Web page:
Here are some more tips to help make your children’s picture book a grand success!

Creating Picture Books

  1. Make page turns more exciting with changes in scenery or other surprises. You could even end a page with a question that makes the reader eager to turn to the next page.
  2. Do not use rhymes unless you are very, very good at it. (Check out any Dr. Seuss book for examples of good rhyming.) Rhyming can be constraining and can cause unnatural dialogue or plot turns as you try to force the story to stick to the rhyme pattern.
  3. Read your work out loud. A picture book must be pleasing to the eye but also to the ear. Have someone read it aloud to you. Do the words flow? Does the story stand strong on its own without the illustrations? Have you included some fun vocabulary words like sizzle or splat?
  4. Not every book must teach kids a lesson. No one enjoys being lectured, and children are especially sensitive to message-driven stories. Feel free to weave a theme throughout the story, but keep it subtle.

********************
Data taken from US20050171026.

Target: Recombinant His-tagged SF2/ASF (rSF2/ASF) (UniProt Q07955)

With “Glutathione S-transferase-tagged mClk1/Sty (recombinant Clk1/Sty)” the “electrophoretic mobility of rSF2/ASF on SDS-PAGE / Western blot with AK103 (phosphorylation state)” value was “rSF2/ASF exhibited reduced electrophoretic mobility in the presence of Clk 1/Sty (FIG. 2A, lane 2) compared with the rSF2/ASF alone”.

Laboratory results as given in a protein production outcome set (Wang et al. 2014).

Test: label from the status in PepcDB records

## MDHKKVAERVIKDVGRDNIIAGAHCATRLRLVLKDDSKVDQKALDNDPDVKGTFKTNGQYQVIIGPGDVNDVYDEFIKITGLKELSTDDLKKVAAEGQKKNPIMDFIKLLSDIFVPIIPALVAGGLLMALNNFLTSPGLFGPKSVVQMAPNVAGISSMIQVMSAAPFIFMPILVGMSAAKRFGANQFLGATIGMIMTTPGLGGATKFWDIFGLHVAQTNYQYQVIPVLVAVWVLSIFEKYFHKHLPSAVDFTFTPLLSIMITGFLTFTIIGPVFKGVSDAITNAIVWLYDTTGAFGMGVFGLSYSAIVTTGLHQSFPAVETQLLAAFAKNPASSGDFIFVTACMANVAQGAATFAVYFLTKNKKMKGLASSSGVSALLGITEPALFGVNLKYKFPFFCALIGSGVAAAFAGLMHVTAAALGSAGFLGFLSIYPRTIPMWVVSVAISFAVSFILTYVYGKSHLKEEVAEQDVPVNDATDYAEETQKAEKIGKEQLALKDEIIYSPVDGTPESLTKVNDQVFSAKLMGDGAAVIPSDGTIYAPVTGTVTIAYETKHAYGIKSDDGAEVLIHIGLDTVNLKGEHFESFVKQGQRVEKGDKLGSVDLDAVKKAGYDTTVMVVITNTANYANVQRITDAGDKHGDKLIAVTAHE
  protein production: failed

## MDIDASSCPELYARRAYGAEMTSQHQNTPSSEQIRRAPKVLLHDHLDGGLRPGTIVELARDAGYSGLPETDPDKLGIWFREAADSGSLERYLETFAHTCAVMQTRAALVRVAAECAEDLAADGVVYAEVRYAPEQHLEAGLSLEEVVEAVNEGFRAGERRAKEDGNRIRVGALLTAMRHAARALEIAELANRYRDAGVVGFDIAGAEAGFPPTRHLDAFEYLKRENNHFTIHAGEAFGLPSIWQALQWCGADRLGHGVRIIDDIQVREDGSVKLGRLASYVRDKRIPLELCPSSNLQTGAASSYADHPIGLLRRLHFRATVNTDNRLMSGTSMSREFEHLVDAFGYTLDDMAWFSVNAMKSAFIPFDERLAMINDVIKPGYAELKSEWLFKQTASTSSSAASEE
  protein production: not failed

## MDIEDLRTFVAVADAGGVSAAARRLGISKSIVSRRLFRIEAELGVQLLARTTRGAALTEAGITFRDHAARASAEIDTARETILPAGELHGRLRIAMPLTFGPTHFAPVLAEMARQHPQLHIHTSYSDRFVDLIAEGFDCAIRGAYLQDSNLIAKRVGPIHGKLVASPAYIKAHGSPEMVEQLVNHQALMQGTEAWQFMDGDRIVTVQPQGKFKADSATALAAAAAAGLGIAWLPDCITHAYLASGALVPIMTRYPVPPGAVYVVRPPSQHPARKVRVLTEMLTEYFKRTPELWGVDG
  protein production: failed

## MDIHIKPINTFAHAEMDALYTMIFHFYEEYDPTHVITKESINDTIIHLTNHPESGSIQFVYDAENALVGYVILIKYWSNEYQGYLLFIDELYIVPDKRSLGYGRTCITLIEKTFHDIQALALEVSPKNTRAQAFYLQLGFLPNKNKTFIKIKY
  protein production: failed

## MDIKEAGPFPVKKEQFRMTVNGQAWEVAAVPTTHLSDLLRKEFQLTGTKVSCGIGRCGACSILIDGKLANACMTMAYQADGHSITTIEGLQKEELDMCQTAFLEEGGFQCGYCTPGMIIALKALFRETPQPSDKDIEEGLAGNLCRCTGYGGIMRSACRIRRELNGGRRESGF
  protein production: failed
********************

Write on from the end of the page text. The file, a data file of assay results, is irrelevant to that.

5. Let your young characters solve their own problems. If your book features a shy little mouse who is scared to go to school, don’t have her parents step in and resolve things. Authority figures should be kept in the background, even when you’re writing for really young kids.
  6. A typical children’s picture book is around 30 pages, with approximately 500 words. This means that writers must move the plot forward efficiently, concisely, and precisely while throwing in some conflict, a little drama, and a satisfying resolution. The character must solve a problem, with the reader as a witness to the emotions during that process.